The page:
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Discretion Will Ward Off Monsters from the Pit of Hell
Gregory J. Rummo
THE LATEST MONSTER from the pit of hell to appear on our television screens and across the front pages of the nation’s newspapers—Roy Ratliff—met his Maker in the high desert of California last week.
Ratliff had abducted two teenage girls at gunpoint around 1 A.M. from a “Lover’s Lane” in Lancaster, CA. After tying up the girl’s boyfriends, he drove off with the girls, raped them and was “hunting for a place to kill them and bury them,” Kern County Sheriff Carl Sparks said on CNN’s “Larry King Live.”
When Ratliff was finally apprehended, he refused to go quietly. Two deputies pumped a total of seven shots into his body, killing him instantly and saving the rest of us from the agony of having to listen to the pundits debate ad infinitum the reasons for such monstrous behavior.
Fortunately, this story had a happy ending unlike some of the other recent cases of child abduction.
The two girls will live to tell about this tale. But one is left to wonder if it could have been avoided in the first place.
It has been reported that Ratliff had a long criminal history including the rape of a teenage relative. Why was he out roaming the streets like a rabid animal and not serving time in a penitentiary somewhere? Such failures of our criminal justice system seem common. Most of these sickoes are repeat offenders.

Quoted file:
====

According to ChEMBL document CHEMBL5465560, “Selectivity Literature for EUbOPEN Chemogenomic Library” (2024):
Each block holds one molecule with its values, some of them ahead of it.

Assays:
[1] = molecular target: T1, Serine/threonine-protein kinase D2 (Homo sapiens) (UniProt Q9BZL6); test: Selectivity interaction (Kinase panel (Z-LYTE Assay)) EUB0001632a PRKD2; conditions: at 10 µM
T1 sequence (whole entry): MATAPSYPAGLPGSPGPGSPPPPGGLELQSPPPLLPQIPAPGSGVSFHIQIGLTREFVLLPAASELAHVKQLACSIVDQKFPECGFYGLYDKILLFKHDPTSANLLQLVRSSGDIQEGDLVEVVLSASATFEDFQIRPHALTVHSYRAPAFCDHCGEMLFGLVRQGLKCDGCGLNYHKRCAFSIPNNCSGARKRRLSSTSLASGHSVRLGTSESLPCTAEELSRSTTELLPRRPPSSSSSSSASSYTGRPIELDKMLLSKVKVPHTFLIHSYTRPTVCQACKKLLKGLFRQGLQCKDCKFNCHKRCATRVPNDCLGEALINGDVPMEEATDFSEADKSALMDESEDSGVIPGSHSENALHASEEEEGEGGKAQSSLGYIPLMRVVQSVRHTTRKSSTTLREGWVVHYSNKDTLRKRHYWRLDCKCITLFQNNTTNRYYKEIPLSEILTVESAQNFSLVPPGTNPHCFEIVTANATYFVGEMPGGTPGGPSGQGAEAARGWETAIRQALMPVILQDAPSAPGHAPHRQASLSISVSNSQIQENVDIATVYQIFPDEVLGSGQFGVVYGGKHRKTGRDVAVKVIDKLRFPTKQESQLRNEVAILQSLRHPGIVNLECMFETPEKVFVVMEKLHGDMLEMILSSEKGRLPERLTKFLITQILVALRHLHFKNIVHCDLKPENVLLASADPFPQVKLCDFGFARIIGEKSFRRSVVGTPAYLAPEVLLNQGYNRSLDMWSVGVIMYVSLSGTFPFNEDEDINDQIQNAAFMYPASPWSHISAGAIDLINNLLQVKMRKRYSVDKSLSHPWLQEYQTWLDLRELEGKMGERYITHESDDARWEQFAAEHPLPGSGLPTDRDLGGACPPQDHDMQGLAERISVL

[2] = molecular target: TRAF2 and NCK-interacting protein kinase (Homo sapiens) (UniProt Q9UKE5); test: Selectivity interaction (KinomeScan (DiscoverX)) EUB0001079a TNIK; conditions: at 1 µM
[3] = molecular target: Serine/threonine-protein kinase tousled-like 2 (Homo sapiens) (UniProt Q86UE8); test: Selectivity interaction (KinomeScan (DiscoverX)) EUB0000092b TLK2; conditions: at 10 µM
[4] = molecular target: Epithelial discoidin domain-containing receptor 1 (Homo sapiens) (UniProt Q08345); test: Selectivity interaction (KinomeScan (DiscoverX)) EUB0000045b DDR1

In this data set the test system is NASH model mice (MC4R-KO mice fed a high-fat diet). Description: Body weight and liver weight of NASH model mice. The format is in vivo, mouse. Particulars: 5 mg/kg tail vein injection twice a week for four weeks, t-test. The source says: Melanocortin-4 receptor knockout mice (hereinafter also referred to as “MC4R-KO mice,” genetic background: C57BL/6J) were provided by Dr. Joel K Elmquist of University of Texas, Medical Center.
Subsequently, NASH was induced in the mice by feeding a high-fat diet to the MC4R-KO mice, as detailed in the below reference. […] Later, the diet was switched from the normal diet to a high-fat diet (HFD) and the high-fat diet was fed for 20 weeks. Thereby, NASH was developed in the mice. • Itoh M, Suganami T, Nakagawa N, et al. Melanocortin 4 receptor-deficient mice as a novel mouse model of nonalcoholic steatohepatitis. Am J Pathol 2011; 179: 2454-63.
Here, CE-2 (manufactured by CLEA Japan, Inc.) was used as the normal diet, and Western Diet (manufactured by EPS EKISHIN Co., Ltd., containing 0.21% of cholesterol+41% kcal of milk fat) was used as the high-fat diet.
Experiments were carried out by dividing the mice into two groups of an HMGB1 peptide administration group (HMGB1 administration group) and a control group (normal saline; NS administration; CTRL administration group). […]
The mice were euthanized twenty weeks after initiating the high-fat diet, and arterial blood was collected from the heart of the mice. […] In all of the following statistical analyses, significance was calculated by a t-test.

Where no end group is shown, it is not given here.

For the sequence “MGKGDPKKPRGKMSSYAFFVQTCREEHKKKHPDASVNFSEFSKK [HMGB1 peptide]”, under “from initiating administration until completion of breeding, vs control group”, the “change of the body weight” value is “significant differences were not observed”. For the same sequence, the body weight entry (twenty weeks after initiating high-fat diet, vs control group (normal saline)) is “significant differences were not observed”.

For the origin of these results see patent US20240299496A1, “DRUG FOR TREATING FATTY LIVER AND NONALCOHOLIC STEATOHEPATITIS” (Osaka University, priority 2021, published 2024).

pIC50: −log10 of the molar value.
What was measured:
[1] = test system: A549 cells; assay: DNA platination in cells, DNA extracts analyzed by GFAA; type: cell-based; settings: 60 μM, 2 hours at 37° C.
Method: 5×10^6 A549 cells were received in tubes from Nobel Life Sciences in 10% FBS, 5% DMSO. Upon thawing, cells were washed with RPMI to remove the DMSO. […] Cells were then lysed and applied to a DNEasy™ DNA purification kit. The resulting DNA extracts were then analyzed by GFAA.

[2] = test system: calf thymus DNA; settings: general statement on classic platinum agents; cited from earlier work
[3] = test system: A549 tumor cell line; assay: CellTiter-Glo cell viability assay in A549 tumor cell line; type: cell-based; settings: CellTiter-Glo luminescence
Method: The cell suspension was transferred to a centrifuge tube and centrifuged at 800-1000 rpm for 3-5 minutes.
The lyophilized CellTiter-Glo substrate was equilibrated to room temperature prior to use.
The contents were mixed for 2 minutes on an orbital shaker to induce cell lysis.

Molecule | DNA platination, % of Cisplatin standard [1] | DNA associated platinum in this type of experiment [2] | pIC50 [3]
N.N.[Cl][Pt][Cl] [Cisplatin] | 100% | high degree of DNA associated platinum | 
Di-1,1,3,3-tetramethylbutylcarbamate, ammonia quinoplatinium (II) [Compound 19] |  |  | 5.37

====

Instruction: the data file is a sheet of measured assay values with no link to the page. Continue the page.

But there’s another ‘failure’ in this story that no one has focused on: What were a sixteen and a seventeen-year old girl doing out with their boyfriends, parked on a “Lover’s Lane” in the wee hours of the morning, when they should have been home, in bed and asleep?
I think that’s a fair question not only for the girls but also for their parents. And not just those parents but every other parent with a teenage son or daughter.
What is a proper curfew for a teenager? And should a sixteen-or a seventeen-year old daughter be allowed out on a date with a guy whose sole intention is to satiate his raging hormones?
If you ask, “How can I possibly know this in advance?” Then you have already admitted you are not as involved in the lives of your children as you ought to be.
I don’t know exactly what was going on in the cars between the couples but I can assure you they weren’t playing Trivial Pursuit in the back seat. Lover’s Lanes have always been magnets for promiscuity. This time, however, it wasn’t just the guy inside the car whose passions were aflame. There was another, on the other side of the window, stalking from the shadows.
Ratliff was a monster who knew that if he went to the right place at the right time, he’d find “fresh meat.” His two victims who just happened to be at the wrong place at the wrong time meshed with his malevolent intentions.
And being at the wrong place, at the wrong time is the crux of the issue.
Solomon warned his son, “Discretion will preserve you; understanding will keep you. To deliver you from the way of evil, from the man who speaks perverse things, from those who leave the paths of uprightness to walk in the ways of darkness.”
Now there’s a word we don’t hear often — discretion.
That’s exactly what teenage girls need to exercise, and if they refuse, then mom and dad should exercise it for them. “My house, my rules,” comes to mind.
And if more moms and dads would take it
upon themselves to become actively involved in the lives of their teenagers,
maybe, just maybe, there’d be a lot of empty Lover’s Lanes this evening across
America, and a lot less chances for some demon-possessed monster to prey upon
young teens unsuspectingly.
Gregory J. Rummo is a syndicated
columnist and author of "The View from the
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